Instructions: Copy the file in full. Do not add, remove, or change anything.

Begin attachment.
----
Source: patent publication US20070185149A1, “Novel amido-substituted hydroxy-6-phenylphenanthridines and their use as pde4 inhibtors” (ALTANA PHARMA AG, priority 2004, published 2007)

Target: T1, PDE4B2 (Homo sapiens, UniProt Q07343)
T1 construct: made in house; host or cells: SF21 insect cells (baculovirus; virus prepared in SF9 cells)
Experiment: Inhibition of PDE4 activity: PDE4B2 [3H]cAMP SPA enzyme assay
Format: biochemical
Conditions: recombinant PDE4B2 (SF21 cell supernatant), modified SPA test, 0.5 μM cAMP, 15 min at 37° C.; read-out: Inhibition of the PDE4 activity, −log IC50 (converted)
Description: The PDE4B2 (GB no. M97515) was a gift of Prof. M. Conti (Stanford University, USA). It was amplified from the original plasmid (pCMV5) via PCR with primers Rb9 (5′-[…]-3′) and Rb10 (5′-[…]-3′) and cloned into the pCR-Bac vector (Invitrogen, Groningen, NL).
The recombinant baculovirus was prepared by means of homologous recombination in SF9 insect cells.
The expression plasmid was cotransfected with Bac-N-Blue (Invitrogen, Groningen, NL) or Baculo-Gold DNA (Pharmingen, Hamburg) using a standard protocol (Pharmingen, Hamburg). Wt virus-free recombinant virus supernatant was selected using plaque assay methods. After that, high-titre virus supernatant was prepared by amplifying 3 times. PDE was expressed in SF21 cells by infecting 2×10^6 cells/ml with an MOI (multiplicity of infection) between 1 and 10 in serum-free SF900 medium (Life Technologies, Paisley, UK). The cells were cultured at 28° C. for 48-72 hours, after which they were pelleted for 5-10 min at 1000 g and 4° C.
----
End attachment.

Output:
Source: patent publication US20070185149A1, “Novel amido-substituted hydroxy-6-phenylphenanthridines and their use as pde4 inhibtors” (ALTANA PHARMA AG, priority 2004, published 2007)

Target: T1, PDE4B2 (Homo sapiens, UniProt Q07343)
T1 construct: made in house; host or cells: SF21 insect cells (baculovirus; virus prepared in SF9 cells)
Experiment: Inhibition of PDE4 activity: PDE4B2 [3H]cAMP SPA enzyme assay
Format: biochemical
Conditions: recombinant PDE4B2 (SF21 cell supernatant), modified SPA test, 0.5 μM cAMP, 15 min at 37° C.; read-out: Inhibition of the PDE4 activity, −log IC50 (converted)
Description: The PDE4B2 (GB no. M97515) was a gift of Prof. M. Conti (Stanford University, USA). It was amplified from the original plasmid (pCMV5) via PCR with primers Rb9 (5′-[…]-3′) and Rb10 (5′-[…]-3′) and cloned into the pCR-Bac vector (Invitrogen, Groningen, NL).
The recombinant baculovirus was prepared by means of homologous recombination in SF9 insect cells.
The expression plasmid was cotransfected with Bac-N-Blue (Invitrogen, Groningen, NL) or Baculo-Gold DNA (Pharmingen, Hamburg) using a standard protocol (Pharmingen, Hamburg). Wt virus-free recombinant virus supernatant was selected using plaque assay methods. After that, high-titre virus supernatant was prepared by amplifying 3 times. PDE was expressed in SF21 cells by infecting 2×10^6 cells/ml with an MOI (multiplicity of infection) between 1 and 10 in serum-free SF900 medium (Life Technologies, Paisley, UK). The cells were cultured at 28° C. for 48-72 hours, after which they were pelleted for 5-10 min at 1000 g and 4° C.